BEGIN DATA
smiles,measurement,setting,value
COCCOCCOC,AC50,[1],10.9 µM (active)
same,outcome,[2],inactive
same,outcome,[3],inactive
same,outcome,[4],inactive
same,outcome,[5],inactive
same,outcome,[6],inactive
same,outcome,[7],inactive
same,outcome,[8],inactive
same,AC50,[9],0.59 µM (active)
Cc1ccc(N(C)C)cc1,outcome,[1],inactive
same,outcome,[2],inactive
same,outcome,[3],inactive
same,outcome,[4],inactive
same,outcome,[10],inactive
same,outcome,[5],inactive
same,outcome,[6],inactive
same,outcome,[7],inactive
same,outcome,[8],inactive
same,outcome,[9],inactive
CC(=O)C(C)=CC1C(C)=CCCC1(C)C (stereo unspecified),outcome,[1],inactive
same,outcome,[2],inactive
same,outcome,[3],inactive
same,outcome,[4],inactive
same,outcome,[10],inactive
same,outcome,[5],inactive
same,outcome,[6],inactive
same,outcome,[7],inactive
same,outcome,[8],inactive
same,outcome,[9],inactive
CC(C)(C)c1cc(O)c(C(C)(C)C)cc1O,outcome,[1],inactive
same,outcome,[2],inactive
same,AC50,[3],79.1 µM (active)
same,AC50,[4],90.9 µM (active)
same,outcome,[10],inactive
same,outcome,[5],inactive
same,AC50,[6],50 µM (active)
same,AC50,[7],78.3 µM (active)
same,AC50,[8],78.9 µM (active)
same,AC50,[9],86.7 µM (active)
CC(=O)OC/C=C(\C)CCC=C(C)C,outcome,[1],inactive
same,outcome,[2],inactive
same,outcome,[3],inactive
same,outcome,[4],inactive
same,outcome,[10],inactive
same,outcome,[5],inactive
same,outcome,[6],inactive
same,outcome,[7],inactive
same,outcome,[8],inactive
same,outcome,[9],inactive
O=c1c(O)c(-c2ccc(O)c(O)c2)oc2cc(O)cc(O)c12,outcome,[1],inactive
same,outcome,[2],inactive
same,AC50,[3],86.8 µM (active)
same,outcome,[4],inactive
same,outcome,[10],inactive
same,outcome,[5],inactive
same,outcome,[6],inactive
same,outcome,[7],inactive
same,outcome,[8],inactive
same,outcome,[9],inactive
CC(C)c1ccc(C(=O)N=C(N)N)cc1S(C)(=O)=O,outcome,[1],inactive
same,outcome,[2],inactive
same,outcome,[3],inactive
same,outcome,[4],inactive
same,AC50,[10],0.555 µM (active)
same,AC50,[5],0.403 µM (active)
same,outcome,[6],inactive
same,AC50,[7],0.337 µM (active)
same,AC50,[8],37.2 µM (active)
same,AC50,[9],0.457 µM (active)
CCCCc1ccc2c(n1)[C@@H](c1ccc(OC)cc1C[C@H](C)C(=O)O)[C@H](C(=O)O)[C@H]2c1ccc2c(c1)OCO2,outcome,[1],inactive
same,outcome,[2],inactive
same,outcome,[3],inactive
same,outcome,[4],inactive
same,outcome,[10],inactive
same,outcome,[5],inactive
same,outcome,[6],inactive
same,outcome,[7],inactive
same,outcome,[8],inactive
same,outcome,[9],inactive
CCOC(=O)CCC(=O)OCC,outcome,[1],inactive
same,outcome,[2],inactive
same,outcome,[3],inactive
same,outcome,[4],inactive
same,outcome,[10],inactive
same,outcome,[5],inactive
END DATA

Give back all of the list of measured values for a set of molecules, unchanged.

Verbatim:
smiles,measurement,setting,value
COCCOCCOC,AC50,[1],10.9 µM (active)
same,outcome,[2],inactive
same,outcome,[3],inactive
same,outcome,[4],inactive
same,outcome,[5],inactive
same,outcome,[6],inactive
same,outcome,[7],inactive
same,outcome,[8],inactive
same,AC50,[9],0.59 µM (active)
Cc1ccc(N(C)C)cc1,outcome,[1],inactive
same,outcome,[2],inactive
same,outcome,[3],inactive
same,outcome,[4],inactive
same,outcome,[10],inactive
same,outcome,[5],inactive
same,outcome,[6],inactive
same,outcome,[7],inactive
same,outcome,[8],inactive
same,outcome,[9],inactive
CC(=O)C(C)=CC1C(C)=CCCC1(C)C (stereo unspecified),outcome,[1],inactive
same,outcome,[2],inactive
same,outcome,[3],inactive
same,outcome,[4],inactive
same,outcome,[10],inactive
same,outcome,[5],inactive
same,outcome,[6],inactive
same,outcome,[7],inactive
same,outcome,[8],inactive
same,outcome,[9],inactive
CC(C)(C)c1cc(O)c(C(C)(C)C)cc1O,outcome,[1],inactive
same,outcome,[2],inactive
same,AC50,[3],79.1 µM (active)
same,AC50,[4],90.9 µM (active)
same,outcome,[10],inactive
same,outcome,[5],inactive
same,AC50,[6],50 µM (active)
same,AC50,[7],78.3 µM (active)
same,AC50,[8],78.9 µM (active)
same,AC50,[9],86.7 µM (active)
CC(=O)OC/C=C(\C)CCC=C(C)C,outcome,[1],inactive
same,outcome,[2],inactive
same,outcome,[3],inactive
same,outcome,[4],inactive
same,outcome,[10],inactive
same,outcome,[5],inactive
same,outcome,[6],inactive
same,outcome,[7],inactive
same,outcome,[8],inactive
same,outcome,[9],inactive
O=c1c(O)c(-c2ccc(O)c(O)c2)oc2cc(O)cc(O)c12,outcome,[1],inactive
same,outcome,[2],inactive
same,AC50,[3],86.8 µM (active)
same,outcome,[4],inactive
same,outcome,[10],inactive
same,outcome,[5],inactive
same,outcome,[6],inactive
same,outcome,[7],inactive
same,outcome,[8],inactive
same,outcome,[9],inactive
CC(C)c1ccc(C(=O)N=C(N)N)cc1S(C)(=O)=O,outcome,[1],inactive
same,outcome,[2],inactive
same,outcome,[3],inactive
same,outcome,[4],inactive
same,AC50,[10],0.555 µM (active)
same,AC50,[5],0.403 µM (active)
same,outcome,[6],inactive
same,AC50,[7],0.337 µM (active)
same,AC50,[8],37.2 µM (active)
same,AC50,[9],0.457 µM (active)
CCCCc1ccc2c(n1)[C@@H](c1ccc(OC)cc1C[C@H](C)C(=O)O)[C@H](C(=O)O)[C@H]2c1ccc2c(c1)OCO2,outcome,[1],inactive
same,outcome,[2],inactive
same,outcome,[3],inactive
same,outcome,[4],inactive
same,outcome,[10],inactive
same,outcome,[5],inactive
same,outcome,[6],inactive
same,outcome,[7],inactive
same,outcome,[8],inactive
same,outcome,[9],inactive
CCOC(=O)CCC(=O)OCC,outcome,[1],inactive
same,outcome,[2],inactive
same,outcome,[3],inactive
same,outcome,[4],inactive
same,outcome,[10],inactive
same,outcome,[5],inactive